Renowned jazz guitarist Bobby Broom has been appointed assistant professor of music in the Northern Illinois University School of Music. He will teach jazz guitar and improvisation in the school’s Jazz Studies Program.
Born on New York City’s Upper West Side, Broom took up guitar at the age of 12 and just five years later made his first appearance at Carnegie Hall, playing with Sonny Rollins and Donald Byrd. He relocated to Chicago in the 1980s and has enjoyed a long and distinguished career as a performer and educator.
“I’m thrilled and honored to assume the position of assistant professor of jazz guitar at Northern Illinois University,” Broom said. “I’m looking forward to sharing with my students, colleagues and the community, all that I’ve gleaned throughout my life and career of making music with many of the 20th century’s jazz masters. I’m so pleased by the prospect of continuing my work in musical expression and jazz guitar studies under the auspices and with the support of NIU.”
Broom holds a Master of Music degree in jazz pedagogy from Northwestern University and has taught at the University of Hartford’s Hartt School of Music, DePaul University, North Park University and Chicago’s American Conservatory of Music. He conducts clinics, master classes and lectures nationwide and abroad, is a teaching artist with the Thelonious Monk Institute of Jazz and has been a Ravinia Jazz Mentor to Chicago Public School students for more than 18 years. Broom has written guest editorial and instructional pieces for national magazines, DownBeat, Jazz Times and Jazziz.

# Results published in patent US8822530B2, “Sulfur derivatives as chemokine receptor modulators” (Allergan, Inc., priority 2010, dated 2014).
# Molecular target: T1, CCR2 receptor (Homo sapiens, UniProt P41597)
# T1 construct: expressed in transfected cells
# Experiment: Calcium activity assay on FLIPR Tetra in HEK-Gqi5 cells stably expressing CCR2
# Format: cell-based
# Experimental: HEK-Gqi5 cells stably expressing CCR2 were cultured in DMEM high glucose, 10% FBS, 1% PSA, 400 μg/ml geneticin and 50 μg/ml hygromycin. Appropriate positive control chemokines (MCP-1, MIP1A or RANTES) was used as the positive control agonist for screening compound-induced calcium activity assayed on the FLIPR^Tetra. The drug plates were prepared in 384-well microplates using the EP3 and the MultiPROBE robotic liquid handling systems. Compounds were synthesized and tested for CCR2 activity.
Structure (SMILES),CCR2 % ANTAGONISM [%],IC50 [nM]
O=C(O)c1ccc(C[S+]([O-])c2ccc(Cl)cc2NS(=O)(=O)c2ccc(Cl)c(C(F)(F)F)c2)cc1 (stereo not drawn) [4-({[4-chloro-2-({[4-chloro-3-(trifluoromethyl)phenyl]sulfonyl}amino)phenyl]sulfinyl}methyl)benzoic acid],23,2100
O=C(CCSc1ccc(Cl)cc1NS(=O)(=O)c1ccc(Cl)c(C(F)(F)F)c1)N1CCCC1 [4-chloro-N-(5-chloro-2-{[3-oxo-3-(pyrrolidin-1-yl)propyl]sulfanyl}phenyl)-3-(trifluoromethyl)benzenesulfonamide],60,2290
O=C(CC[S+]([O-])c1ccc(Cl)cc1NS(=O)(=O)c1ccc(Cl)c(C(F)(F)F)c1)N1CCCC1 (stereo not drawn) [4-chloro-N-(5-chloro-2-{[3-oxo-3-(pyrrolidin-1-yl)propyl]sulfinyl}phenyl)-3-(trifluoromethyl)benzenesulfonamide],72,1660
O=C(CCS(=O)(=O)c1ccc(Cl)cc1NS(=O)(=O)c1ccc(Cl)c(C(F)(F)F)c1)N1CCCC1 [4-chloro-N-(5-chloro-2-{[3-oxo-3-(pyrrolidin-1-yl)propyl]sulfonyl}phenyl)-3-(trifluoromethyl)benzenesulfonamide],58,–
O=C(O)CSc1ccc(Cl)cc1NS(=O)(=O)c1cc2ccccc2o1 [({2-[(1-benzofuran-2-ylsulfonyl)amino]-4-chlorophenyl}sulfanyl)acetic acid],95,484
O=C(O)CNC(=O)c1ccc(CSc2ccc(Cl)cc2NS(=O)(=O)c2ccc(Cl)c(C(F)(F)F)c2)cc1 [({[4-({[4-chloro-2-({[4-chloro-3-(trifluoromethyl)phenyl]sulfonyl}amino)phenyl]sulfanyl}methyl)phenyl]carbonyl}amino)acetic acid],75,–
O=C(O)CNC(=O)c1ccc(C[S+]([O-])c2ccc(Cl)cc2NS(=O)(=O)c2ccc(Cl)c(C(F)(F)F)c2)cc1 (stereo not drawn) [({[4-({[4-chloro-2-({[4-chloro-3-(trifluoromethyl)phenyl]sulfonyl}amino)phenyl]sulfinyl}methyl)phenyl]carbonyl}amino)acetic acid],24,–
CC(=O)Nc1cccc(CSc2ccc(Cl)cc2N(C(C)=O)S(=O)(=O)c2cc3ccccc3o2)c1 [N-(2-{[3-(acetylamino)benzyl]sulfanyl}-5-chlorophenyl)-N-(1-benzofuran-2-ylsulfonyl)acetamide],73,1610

Heralded as “one of the most musical guitarists of our times,” by author and jazz critic Ted Gioia, Broom has spent the new millennium focusing on his musical output as a leader. He has recorded with both his Bobby Broom Trio and the disbanded, Deep Blue Organ Trio for the Premonition, Delmark and Origin labels. His “Plays for Monk” was released in spring 2009, “The Way I Play” in April 2008, and Deep Blue’s “Wonderfu1!” in 2011 and “Folk Music” in 2007. Bobby was recognized as one of the top guitarists in Down Beat magazine’s annual Readers’ Poll in 2015 as well as their Critics Poll for four years, from 2012–2014 and in 2017.
Throughout his career, Broom has continued to garner praise and encouragement from his peers and elders. Sonny Rollins has said, “Bobby is the reason I like the guitar.” Fellow guitarists also laud Broom, including those that he admires such as John Scofield, George Benson and Pat Metheny, who cited Broom’s 2007 “Song and Dance” recording as “one of the best (jazz) guitar trio records ever!”
Broom’s latest recording is with his new organ group, the Bobby Broom Organi-Sation, which was the opening act for Steely Dan’s fifty-city, North American tour in 2014. The new recording, “Soul Fingers,” is arguably Bobby’s most ambitious to date. Produced by the legendary drummer/producer Steve Jordan, Broom once again revisits the music of his youth, this time employing a wide range of instrumental palates, in addition to palpable group interplay and his own, always soulful and singularly personal, guitar sound and style.